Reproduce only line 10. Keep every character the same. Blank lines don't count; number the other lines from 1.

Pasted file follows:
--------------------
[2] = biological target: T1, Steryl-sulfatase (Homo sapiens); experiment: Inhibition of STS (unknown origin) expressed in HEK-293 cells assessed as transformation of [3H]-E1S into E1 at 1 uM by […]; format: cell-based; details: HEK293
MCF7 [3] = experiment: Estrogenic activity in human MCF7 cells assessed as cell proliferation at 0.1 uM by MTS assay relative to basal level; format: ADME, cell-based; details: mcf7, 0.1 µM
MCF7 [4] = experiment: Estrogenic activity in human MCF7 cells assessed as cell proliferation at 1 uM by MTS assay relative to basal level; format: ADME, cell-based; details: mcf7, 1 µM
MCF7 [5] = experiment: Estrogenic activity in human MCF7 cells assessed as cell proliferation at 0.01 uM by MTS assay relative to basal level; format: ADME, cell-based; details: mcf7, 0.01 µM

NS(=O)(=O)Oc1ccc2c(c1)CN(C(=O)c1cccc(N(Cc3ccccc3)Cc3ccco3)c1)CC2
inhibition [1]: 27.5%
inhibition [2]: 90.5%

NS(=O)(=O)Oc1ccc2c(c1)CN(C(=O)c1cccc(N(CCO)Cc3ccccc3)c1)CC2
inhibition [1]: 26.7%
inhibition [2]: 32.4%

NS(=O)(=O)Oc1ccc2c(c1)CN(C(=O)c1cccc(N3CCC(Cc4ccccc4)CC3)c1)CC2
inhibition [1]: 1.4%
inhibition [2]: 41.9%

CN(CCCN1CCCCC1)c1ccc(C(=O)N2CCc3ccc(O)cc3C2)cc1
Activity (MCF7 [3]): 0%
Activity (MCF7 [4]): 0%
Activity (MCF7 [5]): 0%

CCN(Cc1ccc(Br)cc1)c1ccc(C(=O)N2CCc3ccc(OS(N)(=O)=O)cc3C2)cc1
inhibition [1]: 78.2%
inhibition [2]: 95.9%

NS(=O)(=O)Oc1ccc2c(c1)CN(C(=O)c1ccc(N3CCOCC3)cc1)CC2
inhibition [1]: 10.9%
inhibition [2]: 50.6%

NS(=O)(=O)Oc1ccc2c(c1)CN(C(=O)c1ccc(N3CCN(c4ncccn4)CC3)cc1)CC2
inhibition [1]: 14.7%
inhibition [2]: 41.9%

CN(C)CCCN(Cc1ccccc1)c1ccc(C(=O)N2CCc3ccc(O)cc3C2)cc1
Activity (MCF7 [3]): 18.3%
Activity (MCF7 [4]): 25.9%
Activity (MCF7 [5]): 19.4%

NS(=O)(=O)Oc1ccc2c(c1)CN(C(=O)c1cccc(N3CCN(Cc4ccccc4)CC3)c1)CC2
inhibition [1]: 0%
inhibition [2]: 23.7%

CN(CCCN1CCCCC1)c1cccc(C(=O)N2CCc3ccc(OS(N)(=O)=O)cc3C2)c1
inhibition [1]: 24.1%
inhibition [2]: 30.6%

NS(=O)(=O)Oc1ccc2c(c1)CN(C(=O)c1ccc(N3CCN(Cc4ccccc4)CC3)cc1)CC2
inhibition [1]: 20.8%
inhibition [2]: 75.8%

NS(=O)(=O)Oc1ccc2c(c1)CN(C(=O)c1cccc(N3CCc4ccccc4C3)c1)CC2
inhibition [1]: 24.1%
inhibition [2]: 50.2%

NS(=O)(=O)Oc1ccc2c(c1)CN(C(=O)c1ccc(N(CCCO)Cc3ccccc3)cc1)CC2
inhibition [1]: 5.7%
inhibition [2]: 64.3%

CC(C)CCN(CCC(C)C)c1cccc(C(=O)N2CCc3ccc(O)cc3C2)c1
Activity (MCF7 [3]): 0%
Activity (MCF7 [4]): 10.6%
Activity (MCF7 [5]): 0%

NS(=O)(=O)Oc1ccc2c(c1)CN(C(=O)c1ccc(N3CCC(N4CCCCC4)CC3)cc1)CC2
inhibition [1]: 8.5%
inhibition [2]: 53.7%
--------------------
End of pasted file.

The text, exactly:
inhibition [2]: 32.4%